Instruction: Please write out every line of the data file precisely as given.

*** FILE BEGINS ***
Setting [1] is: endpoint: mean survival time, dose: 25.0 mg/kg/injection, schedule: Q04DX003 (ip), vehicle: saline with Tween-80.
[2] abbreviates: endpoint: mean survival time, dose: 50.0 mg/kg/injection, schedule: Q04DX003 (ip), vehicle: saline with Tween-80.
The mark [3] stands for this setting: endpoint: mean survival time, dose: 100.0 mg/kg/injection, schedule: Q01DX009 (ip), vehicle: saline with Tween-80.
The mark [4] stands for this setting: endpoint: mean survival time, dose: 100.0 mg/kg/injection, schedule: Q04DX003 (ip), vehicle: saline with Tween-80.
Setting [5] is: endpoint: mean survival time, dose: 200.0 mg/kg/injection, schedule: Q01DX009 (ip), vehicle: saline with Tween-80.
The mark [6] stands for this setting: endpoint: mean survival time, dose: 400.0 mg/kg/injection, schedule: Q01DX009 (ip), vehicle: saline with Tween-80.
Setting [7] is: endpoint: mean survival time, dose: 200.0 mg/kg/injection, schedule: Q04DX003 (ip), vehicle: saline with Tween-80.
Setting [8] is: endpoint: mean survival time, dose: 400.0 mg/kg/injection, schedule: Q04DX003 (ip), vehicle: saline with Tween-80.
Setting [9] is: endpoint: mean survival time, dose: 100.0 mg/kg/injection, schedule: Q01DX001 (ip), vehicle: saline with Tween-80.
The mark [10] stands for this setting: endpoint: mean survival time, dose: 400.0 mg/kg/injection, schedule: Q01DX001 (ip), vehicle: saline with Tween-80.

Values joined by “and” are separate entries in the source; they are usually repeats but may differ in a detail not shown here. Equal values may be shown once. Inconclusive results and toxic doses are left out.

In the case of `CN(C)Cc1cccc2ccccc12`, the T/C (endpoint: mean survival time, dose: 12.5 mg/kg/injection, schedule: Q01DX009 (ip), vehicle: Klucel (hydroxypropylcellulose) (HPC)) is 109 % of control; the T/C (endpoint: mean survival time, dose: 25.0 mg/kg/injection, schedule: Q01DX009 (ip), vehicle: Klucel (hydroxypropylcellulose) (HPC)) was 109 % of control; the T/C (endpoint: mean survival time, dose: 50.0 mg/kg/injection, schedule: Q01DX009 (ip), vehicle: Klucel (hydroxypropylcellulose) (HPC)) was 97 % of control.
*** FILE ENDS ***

Setting [1] is: endpoint: mean survival time, dose: 25.0 mg/kg/injection, schedule: Q04DX003 (ip), vehicle: saline with Tween-80.
[2] abbreviates: endpoint: mean survival time, dose: 50.0 mg/kg/injection, schedule: Q04DX003 (ip), vehicle: saline with Tween-80.
The mark [3] stands for this setting: endpoint: mean survival time, dose: 100.0 mg/kg/injection, schedule: Q01DX009 (ip), vehicle: saline with Tween-80.
The mark [4] stands for this setting: endpoint: mean survival time, dose: 100.0 mg/kg/injection, schedule: Q04DX003 (ip), vehicle: saline with Tween-80.
Setting [5] is: endpoint: mean survival time, dose: 200.0 mg/kg/injection, schedule: Q01DX009 (ip), vehicle: saline with Tween-80.
The mark [6] stands for this setting: endpoint: mean survival time, dose: 400.0 mg/kg/injection, schedule: Q01DX009 (ip), vehicle: saline with Tween-80.
Setting [7] is: endpoint: mean survival time, dose: 200.0 mg/kg/injection, schedule: Q04DX003 (ip), vehicle: saline with Tween-80.
Setting [8] is: endpoint: mean survival time, dose: 400.0 mg/kg/injection, schedule: Q04DX003 (ip), vehicle: saline with Tween-80.
Setting [9] is: endpoint: mean survival time, dose: 100.0 mg/kg/injection, schedule: Q01DX001 (ip), vehicle: saline with Tween-80.
The mark [10] stands for this setting: endpoint: mean survival time, dose: 400.0 mg/kg/injection, schedule: Q01DX001 (ip), vehicle: saline with Tween-80.

Values joined by “and” are separate entries in the source; they are usually repeats but may differ in a detail not shown here. Equal values may be shown once. Inconclusive results and toxic doses are left out.

In the case of `CN(C)Cc1cccc2ccccc12`, the T/C (endpoint: mean survival time, dose: 12.5 mg/kg/injection, schedule: Q01DX009 (ip), vehicle: Klucel (hydroxypropylcellulose) (HPC)) is 109 % of control; the T/C (endpoint: mean survival time, dose: 25.0 mg/kg/injection, schedule: Q01DX009 (ip), vehicle: Klucel (hydroxypropylcellulose) (HPC)) was 109 % of control; the T/C (endpoint: mean survival time, dose: 50.0 mg/kg/injection, schedule: Q01DX009 (ip), vehicle: Klucel (hydroxypropylcellulose) (HPC)) was 97 % of control.